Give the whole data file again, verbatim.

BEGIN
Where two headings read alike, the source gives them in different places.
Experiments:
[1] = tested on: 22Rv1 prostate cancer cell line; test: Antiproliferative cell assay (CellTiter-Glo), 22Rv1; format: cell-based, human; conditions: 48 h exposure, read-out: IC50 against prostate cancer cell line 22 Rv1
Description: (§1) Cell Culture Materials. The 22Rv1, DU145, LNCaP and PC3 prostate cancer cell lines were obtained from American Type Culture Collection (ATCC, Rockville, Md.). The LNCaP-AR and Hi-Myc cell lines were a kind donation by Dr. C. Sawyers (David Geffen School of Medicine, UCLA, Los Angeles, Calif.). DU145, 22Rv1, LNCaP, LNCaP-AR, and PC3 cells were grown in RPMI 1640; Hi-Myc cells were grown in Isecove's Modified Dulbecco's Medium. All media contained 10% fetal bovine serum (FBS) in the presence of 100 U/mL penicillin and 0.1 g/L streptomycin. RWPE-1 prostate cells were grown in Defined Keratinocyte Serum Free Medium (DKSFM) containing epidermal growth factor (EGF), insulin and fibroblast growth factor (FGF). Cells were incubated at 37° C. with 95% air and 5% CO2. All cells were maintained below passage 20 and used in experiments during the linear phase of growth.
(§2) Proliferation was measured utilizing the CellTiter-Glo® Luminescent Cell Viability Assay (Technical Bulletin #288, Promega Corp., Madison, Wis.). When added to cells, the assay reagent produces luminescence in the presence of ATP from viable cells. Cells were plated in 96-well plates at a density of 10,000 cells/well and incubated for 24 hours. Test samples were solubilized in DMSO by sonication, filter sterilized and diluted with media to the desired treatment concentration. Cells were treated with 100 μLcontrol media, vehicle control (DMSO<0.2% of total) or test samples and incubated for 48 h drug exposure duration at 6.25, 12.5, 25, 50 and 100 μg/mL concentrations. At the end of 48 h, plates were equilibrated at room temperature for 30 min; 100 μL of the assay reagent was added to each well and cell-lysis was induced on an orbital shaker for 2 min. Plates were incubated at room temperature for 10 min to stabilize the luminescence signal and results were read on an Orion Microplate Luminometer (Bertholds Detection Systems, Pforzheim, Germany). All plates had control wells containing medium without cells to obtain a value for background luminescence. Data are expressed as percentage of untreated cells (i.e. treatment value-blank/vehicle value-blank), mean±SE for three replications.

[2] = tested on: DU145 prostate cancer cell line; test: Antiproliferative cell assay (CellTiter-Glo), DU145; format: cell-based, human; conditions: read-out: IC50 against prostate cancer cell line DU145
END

Where two headings read alike, the source gives them in different places.
Experiments:
[1] = tested on: 22Rv1 prostate cancer cell line; test: Antiproliferative cell assay (CellTiter-Glo), 22Rv1; format: cell-based, human; conditions: 48 h exposure, read-out: IC50 against prostate cancer cell line 22 Rv1
Description: (§1) Cell Culture Materials. The 22Rv1, DU145, LNCaP and PC3 prostate cancer cell lines were obtained from American Type Culture Collection (ATCC, Rockville, Md.). The LNCaP-AR and Hi-Myc cell lines were a kind donation by Dr. C. Sawyers (David Geffen School of Medicine, UCLA, Los Angeles, Calif.). DU145, 22Rv1, LNCaP, LNCaP-AR, and PC3 cells were grown in RPMI 1640; Hi-Myc cells were grown in Isecove's Modified Dulbecco's Medium. All media contained 10% fetal bovine serum (FBS) in the presence of 100 U/mL penicillin and 0.1 g/L streptomycin. RWPE-1 prostate cells were grown in Defined Keratinocyte Serum Free Medium (DKSFM) containing epidermal growth factor (EGF), insulin and fibroblast growth factor (FGF). Cells were incubated at 37° C. with 95% air and 5% CO2. All cells were maintained below passage 20 and used in experiments during the linear phase of growth.
(§2) Proliferation was measured utilizing the CellTiter-Glo® Luminescent Cell Viability Assay (Technical Bulletin #288, Promega Corp., Madison, Wis.). When added to cells, the assay reagent produces luminescence in the presence of ATP from viable cells. Cells were plated in 96-well plates at a density of 10,000 cells/well and incubated for 24 hours. Test samples were solubilized in DMSO by sonication, filter sterilized and diluted with media to the desired treatment concentration. Cells were treated with 100 μLcontrol media, vehicle control (DMSO<0.2% of total) or test samples and incubated for 48 h drug exposure duration at 6.25, 12.5, 25, 50 and 100 μg/mL concentrations. At the end of 48 h, plates were equilibrated at room temperature for 30 min; 100 μL of the assay reagent was added to each well and cell-lysis was induced on an orbital shaker for 2 min. Plates were incubated at room temperature for 10 min to stabilize the luminescence signal and results were read on an Orion Microplate Luminometer (Bertholds Detection Systems, Pforzheim, Germany). All plates had control wells containing medium without cells to obtain a value for background luminescence. Data are expressed as percentage of untreated cells (i.e. treatment value-blank/vehicle value-blank), mean±SE for three replications.

[2] = tested on: DU145 prostate cancer cell line; test: Antiproliferative cell assay (CellTiter-Glo), DU145; format: cell-based, human; conditions: read-out: IC50 against prostate cancer cell line DU145